“Hundreds of mourners stood in the plaza outside the U.S. Supreme Court in the nation’s capital on Friday evening after they heard the news of the passing of Supreme Court Justice Ruth Bader Ginsburg, who passed away on Friday…Since her passing, the four members in Congress who are tribal citizens issued statement commemorating her 27 years on the nation’s highest court.” L. Rickert, Native News
Rep. Tom Cole (OK-04), Chickasaw Nation
“America has lost a remarkable icon and tenacious legal mind with the passing of Ruth Bader Ginsburg. Justice Ginsburg devoted her life’s work to study and understanding of the law, and she fought for what she believed was right and just.”
Rep. Sharice Davids (KS-03), Ho-Chunk Nation
“The loss of Supreme Court Justice Ruth Bader Ginsburg is an immense one. She was a tireless champion for justice and a fierce advocate for the rights of all people under the law. My thoughts are with her family and I join people across the nation in mourning her passing,”
Rep. Deb Haaland (NM-01), Laguna Pueblo
“Ruth Bader Ginsburg’s passing is an incalculable and devastating loss in the fight for justice and equality for all… Her brilliance and light was a force in the courtroom and on the bench.”
Rep. Markwayne Mullin (OK-02), Cherokee Nation
“My prayers are with Justice Ruth Bader Ginsburg’s family during this difficult time…as the second woman on the Supreme Court, she was a trailblazer and a fighter. May she rest in peace.”
Democratic Presidential contender Joe Biden was visibly shaken when he delivered a statement offering his condolences over the death of Supreme Court Justice Ruth Bader Ginsburg, who passed away Friday after several bouts with cancer. Ginsburg is known for her court opinions and it was to her legacy that Biden began by paying tribute.
In a statement delivered just hours after her death, Mr. Biden said,
“Ruth Bader Ginsburg was not only a giant in the legal profession but a beloved figure. My heart goes out to those who cared for her and cared about her. She practiced the highest American ideals as a justice: equality and justice under the law…Ruth Bader Ginsberg stood for all of us. As a young attorney, she persisted, overcoming a lot of obstacles for women who were practicing law in those days. She continued until she moved herself in a position so she could end up changing the law of the land, leading the effort to provide equality for women in every field and she led in the advance of equal rights for women.” (via CNN).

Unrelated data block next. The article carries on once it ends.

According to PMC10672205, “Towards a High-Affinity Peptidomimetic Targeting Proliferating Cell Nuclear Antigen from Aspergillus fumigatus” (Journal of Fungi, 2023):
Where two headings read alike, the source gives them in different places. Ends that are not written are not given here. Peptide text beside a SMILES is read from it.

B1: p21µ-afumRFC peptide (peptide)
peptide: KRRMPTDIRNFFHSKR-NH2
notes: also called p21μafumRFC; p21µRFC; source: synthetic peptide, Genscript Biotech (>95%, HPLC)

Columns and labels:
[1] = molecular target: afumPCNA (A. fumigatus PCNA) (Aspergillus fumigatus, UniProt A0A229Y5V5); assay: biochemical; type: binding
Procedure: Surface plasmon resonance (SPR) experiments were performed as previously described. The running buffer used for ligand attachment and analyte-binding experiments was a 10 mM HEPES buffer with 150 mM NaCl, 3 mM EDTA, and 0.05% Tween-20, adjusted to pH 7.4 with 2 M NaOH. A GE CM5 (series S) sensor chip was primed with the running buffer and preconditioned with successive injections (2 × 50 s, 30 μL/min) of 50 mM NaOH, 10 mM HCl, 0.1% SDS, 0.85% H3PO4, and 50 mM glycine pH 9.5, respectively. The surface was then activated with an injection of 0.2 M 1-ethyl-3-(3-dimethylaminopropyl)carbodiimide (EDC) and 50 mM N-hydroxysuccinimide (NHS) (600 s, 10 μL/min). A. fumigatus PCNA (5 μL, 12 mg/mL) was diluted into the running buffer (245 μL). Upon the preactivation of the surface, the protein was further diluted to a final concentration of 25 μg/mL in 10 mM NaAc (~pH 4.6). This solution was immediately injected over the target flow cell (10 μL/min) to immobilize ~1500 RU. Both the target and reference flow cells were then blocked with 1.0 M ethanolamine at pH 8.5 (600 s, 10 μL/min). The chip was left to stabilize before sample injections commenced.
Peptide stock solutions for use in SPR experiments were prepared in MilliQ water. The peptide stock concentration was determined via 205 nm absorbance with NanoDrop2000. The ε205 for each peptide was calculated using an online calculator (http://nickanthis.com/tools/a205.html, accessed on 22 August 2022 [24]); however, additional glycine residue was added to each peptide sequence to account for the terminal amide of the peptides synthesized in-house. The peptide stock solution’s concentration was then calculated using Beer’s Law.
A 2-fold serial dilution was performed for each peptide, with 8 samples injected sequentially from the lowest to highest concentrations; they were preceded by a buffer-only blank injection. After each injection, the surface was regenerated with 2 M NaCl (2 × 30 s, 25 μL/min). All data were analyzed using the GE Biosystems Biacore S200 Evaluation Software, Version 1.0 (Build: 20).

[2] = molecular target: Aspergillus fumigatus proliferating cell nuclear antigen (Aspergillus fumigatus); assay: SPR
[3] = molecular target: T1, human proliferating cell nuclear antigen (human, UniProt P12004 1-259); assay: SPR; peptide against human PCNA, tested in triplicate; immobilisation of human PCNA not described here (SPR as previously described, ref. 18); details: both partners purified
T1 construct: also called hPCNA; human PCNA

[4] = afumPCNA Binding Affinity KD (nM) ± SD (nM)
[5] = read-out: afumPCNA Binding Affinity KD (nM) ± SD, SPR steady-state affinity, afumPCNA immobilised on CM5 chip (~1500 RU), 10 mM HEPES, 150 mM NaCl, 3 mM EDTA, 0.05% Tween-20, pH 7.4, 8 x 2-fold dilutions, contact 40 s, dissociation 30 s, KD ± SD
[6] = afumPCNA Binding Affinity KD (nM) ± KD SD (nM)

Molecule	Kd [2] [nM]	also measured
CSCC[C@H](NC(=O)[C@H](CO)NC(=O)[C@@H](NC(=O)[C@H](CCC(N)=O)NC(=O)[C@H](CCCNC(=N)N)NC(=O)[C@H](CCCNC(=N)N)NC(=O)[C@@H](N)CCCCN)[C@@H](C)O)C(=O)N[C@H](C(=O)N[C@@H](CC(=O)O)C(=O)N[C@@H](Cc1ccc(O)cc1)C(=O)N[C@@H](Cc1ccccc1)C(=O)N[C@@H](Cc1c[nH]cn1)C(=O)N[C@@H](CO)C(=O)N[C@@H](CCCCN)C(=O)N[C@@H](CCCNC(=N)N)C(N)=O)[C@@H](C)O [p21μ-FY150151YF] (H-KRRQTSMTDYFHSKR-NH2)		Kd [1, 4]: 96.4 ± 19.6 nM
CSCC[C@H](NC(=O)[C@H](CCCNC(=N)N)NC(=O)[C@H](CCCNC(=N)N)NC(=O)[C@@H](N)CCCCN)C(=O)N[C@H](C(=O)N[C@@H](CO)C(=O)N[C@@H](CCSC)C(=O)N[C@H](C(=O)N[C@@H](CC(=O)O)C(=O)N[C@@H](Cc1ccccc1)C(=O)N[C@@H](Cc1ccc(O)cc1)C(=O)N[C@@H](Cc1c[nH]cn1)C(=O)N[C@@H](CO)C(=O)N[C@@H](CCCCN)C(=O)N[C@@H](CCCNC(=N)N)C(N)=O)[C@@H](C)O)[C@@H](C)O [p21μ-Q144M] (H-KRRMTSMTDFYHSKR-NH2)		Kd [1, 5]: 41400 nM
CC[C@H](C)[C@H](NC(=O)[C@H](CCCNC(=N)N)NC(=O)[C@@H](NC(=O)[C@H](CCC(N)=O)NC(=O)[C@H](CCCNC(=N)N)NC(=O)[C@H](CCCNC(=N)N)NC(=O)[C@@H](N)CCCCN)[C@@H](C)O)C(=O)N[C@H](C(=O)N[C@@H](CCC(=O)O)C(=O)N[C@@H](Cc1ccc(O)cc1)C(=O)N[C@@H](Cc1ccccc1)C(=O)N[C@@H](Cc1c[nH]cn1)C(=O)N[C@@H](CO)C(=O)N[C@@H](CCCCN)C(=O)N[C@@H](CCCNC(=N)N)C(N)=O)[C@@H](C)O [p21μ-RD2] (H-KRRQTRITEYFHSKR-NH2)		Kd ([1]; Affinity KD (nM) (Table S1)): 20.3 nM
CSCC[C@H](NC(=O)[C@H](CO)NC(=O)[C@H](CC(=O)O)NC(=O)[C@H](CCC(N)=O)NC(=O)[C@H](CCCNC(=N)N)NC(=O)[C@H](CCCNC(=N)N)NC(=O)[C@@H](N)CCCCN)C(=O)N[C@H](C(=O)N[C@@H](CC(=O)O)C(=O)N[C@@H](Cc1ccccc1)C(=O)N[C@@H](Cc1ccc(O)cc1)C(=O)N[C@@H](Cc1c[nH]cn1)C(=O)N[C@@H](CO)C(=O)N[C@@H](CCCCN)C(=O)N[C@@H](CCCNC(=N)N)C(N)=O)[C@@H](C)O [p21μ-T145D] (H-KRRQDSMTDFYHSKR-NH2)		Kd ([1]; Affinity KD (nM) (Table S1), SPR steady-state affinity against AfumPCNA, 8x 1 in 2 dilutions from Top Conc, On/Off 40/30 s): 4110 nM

Supreme Court Justice Ruth Bader Ginsburg
March 15, 1933, Brooklyn, New York, U.S.— September 18, 2020, Washington, D.C.
During an interview with MSNBC Justice Ginsburg was asked “how she’d like to be remembered. Her response:
“…Someone who used whatever talent she had to do her work to the very best of her ability. And to help repair tears in her society, to make things a little better through the use of whatever ability she has. To do something outside myself. Cause I’ve gotten much more satisfaction for the things that I’ve done for which I was not paid.” ~Justice Ruth Bader Ginsburg~( The Notorious R.B.G.)
Election 2020: What to know
How to vote: Find out the rules in your state. Some states have already started sending out mail ballots; see how to make sure yours counts. Absentee and mail ballots are two terms for the same thing, mostly used interchangeably. Barring a landslide, we may not have a result in the presidential election on Nov. 3.
Electoral college map: Who actually votes, and who do they vote for? Explore how shifts in turnout and voting patterns for key demographic groups could affect the presidential race.
Battlegrounds: Want to understand the swing states? Read about Michigan, Wisconsin, North Carolina, Florida and Pennsylvania, and sign up for The Trailer and get more states, plus more news and insight from the trail, in your inbox three days a week.
Coming up: Trump and Biden are scheduled to debate three times this fall; here’s what to know about the 2020 presidential debates.
Related: A state-by-state guide to voting in the age of COVID-19 By Nathaniel Rakich and Julia Wolfe
Click on your state in the map to see a lot of the information you need in order to cast a ballot this fall — by whatever method you choose. This page will be updated on a regular basis with the latest developments. https://projects.fivethirtyeight.com/how-to-vote-2020/?cid=rrpromo
Indian Country’s Updated COVID-19 Syllabus
Coronavirus Q&A: What is it? The symptoms. And how it spreads
An explainer of every frequently asked question in relation to COVID-19.
Are you a Native student whose college or university has been closed or switched to online classes? Visit this spreadsheet for resources involving technology in Native communities. It is updated by San Juan College’s Native American Center.
• Centers for Disease Control and Prevention. Basic information.